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Tuesday, August 2, 2016

The Hopefuls: A Novel

The Hopefuls by Jennifer Close was a book I picked up at this year's Book Expo, and it was well worth carrying this one home in my suitcase.

After Matt joins the 2008 Obama campaign, he gets a job post-win in the legal office of the White House, sending his journalist wife Beth into a new world of politics in Washington, D.C. She misses her home and her friends but tries to get along the best she can. When she meets Ashleigh and her husband Jimmy, who also works for the White House, the couples have found their soul mates and are attached to the hip. When Jimmy moves back to Texas to follow his own political ambitions, Matt and Beth follow to work on his campaign. Can the friendship sustain the huge shift in worlds, or will each of their choices have consequences that will change the course of their relationships, both romantic and friendship?

I will say at the start that I had very high hopes for this book. I am a Close fan, and I was expecting a good book. This one met my expectations, and even surpassed them in some ways. I thought this book was incredibly mature, and that Close's voice has grown with her over time. Though the characters start at roughly the same age as those in Dresses, there was a deeper sense of grown-up-ness about Beth and Matt in this story. I could see the stronger sense of understanding of oneself reflected in this story and these people that Close created on the page. The characters were complex and flawed but still so very human, and I was able to think back to my late 20's (that was a joke --it was half a decade ago, practically yesterday) and remember that feeling of flailing in my career.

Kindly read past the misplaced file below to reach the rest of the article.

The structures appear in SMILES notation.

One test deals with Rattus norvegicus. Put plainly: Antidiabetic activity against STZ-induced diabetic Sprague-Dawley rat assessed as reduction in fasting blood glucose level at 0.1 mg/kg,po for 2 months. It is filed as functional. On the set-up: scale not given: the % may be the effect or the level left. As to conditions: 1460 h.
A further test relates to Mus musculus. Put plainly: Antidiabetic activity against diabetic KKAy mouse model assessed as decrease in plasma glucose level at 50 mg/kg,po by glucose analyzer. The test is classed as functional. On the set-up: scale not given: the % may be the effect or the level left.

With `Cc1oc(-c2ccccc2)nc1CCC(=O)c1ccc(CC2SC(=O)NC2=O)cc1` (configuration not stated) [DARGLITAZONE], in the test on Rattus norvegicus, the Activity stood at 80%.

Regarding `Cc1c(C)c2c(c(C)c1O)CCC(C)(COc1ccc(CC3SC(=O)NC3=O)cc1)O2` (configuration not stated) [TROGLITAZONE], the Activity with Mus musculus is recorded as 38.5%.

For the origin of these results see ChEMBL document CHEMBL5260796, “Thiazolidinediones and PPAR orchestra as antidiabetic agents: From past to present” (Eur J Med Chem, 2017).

The relationship between Beth and Matt is also interesting and worth taking note of.  It was clear to me that he loved her, but when I started to pull back and look at the larger scope of the relationship in relation to the world in which they lived, I found myself wondering whether or not he fell in love with her because of the life they could have together or because of the wife she could be to him in his pursuit of politics. I then wonder if that's callous of me and that the world has made me hard. Which, in turn, is the point of the story. The life these two have chosen to live has made them callous in their own ways and hard toward each other. Hard choices can do that to people. But it's not the hard times that define you, it's how you work your way out of them.

My only beef with this book that I enjoyed tremendously is that the ending felt expected. I was hoping for something more daring or unexpected, but at the end of the day, the safe ending is what most people want anyway. I just know that life doesn't always have safe endings, but thank goodness that literature does. That being said, I did enjoy this book and found myself drawn to it after I had put it down. I felt the lives of the characters to be magnetic, and I thought Beth was a fantastic protagonist and one that drew me in as a reader and kept me around as a woman floundering in her own career. 

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